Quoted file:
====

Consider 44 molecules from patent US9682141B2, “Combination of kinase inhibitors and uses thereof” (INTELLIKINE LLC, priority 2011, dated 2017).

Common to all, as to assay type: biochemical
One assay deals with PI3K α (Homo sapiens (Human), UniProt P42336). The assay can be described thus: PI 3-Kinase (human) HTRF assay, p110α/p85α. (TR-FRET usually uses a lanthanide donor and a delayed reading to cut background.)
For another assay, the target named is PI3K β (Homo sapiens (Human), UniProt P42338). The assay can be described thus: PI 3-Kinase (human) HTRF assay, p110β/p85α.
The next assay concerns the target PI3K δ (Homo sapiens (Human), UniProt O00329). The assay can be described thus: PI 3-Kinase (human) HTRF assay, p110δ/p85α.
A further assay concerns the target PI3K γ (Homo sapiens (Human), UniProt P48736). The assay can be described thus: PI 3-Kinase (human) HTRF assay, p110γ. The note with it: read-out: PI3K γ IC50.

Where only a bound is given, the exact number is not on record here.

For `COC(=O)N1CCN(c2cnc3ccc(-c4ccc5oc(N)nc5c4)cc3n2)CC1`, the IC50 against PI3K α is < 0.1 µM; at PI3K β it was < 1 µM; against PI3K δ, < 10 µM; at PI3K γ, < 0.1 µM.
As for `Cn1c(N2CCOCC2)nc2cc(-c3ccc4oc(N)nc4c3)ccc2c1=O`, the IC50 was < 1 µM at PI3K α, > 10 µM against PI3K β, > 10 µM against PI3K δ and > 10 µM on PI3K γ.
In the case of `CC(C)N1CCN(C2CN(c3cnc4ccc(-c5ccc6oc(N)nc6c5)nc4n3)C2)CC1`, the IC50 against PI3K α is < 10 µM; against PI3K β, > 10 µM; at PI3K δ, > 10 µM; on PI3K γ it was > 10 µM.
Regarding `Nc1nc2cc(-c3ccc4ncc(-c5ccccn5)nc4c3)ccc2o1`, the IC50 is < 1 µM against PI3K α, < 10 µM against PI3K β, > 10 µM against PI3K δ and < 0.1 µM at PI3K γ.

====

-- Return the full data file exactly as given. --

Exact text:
Consider 44 molecules from patent US9682141B2, “Combination of kinase inhibitors and uses thereof” (INTELLIKINE LLC, priority 2011, dated 2017).

Common to all, as to assay type: biochemical
One assay deals with PI3K α (Homo sapiens (Human), UniProt P42336). The assay can be described thus: PI 3-Kinase (human) HTRF assay, p110α/p85α. (TR-FRET usually uses a lanthanide donor and a delayed reading to cut background.)
For another assay, the target named is PI3K β (Homo sapiens (Human), UniProt P42338). The assay can be described thus: PI 3-Kinase (human) HTRF assay, p110β/p85α.
The next assay concerns the target PI3K δ (Homo sapiens (Human), UniProt O00329). The assay can be described thus: PI 3-Kinase (human) HTRF assay, p110δ/p85α.
A further assay concerns the target PI3K γ (Homo sapiens (Human), UniProt P48736). The assay can be described thus: PI 3-Kinase (human) HTRF assay, p110γ. The note with it: read-out: PI3K γ IC50.

Where only a bound is given, the exact number is not on record here.

For `COC(=O)N1CCN(c2cnc3ccc(-c4ccc5oc(N)nc5c4)cc3n2)CC1`, the IC50 against PI3K α is < 0.1 µM; at PI3K β it was < 1 µM; against PI3K δ, < 10 µM; at PI3K γ, < 0.1 µM.
As for `Cn1c(N2CCOCC2)nc2cc(-c3ccc4oc(N)nc4c3)ccc2c1=O`, the IC50 was < 1 µM at PI3K α, > 10 µM against PI3K β, > 10 µM against PI3K δ and > 10 µM on PI3K γ.
In the case of `CC(C)N1CCN(C2CN(c3cnc4ccc(-c5ccc6oc(N)nc6c5)nc4n3)C2)CC1`, the IC50 against PI3K α is < 10 µM; against PI3K β, > 10 µM; at PI3K δ, > 10 µM; on PI3K γ it was > 10 µM.
Regarding `Nc1nc2cc(-c3ccc4ncc(-c5ccccn5)nc4c3)ccc2o1`, the IC50 is < 1 µM against PI3K α, < 10 µM against PI3K β, > 10 µM against PI3K δ and < 0.1 µM at PI3K γ.